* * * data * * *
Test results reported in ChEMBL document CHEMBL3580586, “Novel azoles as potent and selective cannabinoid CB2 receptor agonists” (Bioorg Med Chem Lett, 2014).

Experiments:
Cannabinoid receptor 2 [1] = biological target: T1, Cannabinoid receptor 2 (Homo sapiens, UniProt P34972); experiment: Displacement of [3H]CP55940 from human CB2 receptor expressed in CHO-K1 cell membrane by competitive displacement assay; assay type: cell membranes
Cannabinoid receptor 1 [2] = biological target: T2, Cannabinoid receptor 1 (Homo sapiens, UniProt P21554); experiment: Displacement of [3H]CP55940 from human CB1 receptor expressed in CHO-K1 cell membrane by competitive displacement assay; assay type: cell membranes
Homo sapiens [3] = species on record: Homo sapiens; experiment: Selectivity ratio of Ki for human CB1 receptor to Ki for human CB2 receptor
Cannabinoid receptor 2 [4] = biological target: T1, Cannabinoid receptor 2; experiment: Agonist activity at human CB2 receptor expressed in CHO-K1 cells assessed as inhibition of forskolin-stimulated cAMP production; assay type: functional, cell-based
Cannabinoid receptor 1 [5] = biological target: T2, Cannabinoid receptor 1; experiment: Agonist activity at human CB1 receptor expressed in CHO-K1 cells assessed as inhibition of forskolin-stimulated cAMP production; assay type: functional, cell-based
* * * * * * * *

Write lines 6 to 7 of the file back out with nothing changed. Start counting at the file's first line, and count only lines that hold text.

Cannabinoid receptor 2 [4] = biological target: T1, Cannabinoid receptor 2; experiment: Agonist activity at human CB2 receptor expressed in CHO-K1 cells assessed as inhibition of forskolin-stimulated cAMP production; assay type: functional, cell-based
Cannabinoid receptor 1 [5] = biological target: T2, Cannabinoid receptor 1; experiment: Agonist activity at human CB1 receptor expressed in CHO-K1 cells assessed as inhibition of forskolin-stimulated cAMP production; assay type: functional, cell-based